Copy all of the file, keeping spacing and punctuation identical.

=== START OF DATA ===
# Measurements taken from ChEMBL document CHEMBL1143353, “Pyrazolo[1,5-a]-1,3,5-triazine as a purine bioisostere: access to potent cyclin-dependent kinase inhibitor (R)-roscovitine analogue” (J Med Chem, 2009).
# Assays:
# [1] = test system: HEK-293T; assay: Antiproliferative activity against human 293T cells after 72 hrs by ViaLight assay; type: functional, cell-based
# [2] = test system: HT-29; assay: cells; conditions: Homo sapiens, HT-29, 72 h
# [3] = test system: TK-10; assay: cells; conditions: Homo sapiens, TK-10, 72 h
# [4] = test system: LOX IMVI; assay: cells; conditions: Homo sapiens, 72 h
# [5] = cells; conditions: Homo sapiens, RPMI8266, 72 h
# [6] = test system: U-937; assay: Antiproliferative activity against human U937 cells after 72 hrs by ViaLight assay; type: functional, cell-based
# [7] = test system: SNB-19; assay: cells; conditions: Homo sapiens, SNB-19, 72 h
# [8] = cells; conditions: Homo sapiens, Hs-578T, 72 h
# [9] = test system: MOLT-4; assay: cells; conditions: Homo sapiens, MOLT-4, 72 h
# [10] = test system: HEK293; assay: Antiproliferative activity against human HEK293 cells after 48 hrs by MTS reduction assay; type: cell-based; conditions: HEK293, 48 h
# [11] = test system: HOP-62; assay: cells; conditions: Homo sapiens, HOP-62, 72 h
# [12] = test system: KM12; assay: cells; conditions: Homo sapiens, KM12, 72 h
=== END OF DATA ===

# Measurements taken from ChEMBL document CHEMBL1143353, “Pyrazolo[1,5-a]-1,3,5-triazine as a purine bioisostere: access to potent cyclin-dependent kinase inhibitor (R)-roscovitine analogue” (J Med Chem, 2009).
# Assays:
# [1] = test system: HEK-293T; assay: Antiproliferative activity against human 293T cells after 72 hrs by ViaLight assay; type: functional, cell-based
# [2] = test system: HT-29; assay: cells; conditions: Homo sapiens, HT-29, 72 h
# [3] = test system: TK-10; assay: cells; conditions: Homo sapiens, TK-10, 72 h
# [4] = test system: LOX IMVI; assay: cells; conditions: Homo sapiens, 72 h
# [5] = cells; conditions: Homo sapiens, RPMI8266, 72 h
# [6] = test system: U-937; assay: Antiproliferative activity against human U937 cells after 72 hrs by ViaLight assay; type: functional, cell-based
# [7] = test system: SNB-19; assay: cells; conditions: Homo sapiens, SNB-19, 72 h
# [8] = cells; conditions: Homo sapiens, Hs-578T, 72 h
# [9] = test system: MOLT-4; assay: cells; conditions: Homo sapiens, MOLT-4, 72 h
# [10] = test system: HEK293; assay: Antiproliferative activity against human HEK293 cells after 48 hrs by MTS reduction assay; type: cell-based; conditions: HEK293, 48 h
# [11] = test system: HOP-62; assay: cells; conditions: Homo sapiens, HOP-62, 72 h
# [12] = test system: KM12; assay: cells; conditions: Homo sapiens, KM12, 72 h